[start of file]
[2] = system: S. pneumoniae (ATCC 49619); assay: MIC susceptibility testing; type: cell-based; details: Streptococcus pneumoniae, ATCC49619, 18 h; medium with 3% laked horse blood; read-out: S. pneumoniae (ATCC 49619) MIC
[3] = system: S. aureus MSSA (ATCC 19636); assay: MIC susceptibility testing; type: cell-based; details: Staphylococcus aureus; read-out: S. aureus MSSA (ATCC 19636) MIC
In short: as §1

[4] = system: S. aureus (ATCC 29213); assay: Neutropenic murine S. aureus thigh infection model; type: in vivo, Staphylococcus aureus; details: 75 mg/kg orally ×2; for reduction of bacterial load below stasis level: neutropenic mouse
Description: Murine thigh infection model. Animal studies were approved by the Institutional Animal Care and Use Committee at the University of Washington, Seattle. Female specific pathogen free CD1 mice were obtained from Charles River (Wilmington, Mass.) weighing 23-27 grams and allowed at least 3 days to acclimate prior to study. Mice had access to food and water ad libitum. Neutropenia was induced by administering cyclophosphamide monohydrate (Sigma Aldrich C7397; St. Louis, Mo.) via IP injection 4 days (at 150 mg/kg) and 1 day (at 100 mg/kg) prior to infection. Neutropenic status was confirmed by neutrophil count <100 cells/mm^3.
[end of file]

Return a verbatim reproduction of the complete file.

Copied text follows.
[2] = system: S. pneumoniae (ATCC 49619); assay: MIC susceptibility testing; type: cell-based; details: Streptococcus pneumoniae, ATCC49619, 18 h; medium with 3% laked horse blood; read-out: S. pneumoniae (ATCC 49619) MIC
[3] = system: S. aureus MSSA (ATCC 19636); assay: MIC susceptibility testing; type: cell-based; details: Staphylococcus aureus; read-out: S. aureus MSSA (ATCC 19636) MIC
In short: as §1

[4] = system: S. aureus (ATCC 29213); assay: Neutropenic murine S. aureus thigh infection model; type: in vivo, Staphylococcus aureus; details: 75 mg/kg orally ×2; for reduction of bacterial load below stasis level: neutropenic mouse
Description: Murine thigh infection model. Animal studies were approved by the Institutional Animal Care and Use Committee at the University of Washington, Seattle. Female specific pathogen free CD1 mice were obtained from Charles River (Wilmington, Mass.) weighing 23-27 grams and allowed at least 3 days to acclimate prior to study. Mice had access to food and water ad libitum. Neutropenia was induced by administering cyclophosphamide monohydrate (Sigma Aldrich C7397; St. Louis, Mo.) via IP injection 4 days (at 150 mg/kg) and 1 day (at 100 mg/kg) prior to infection. Neutropenic status was confirmed by neutrophil count <100 cells/mm^3.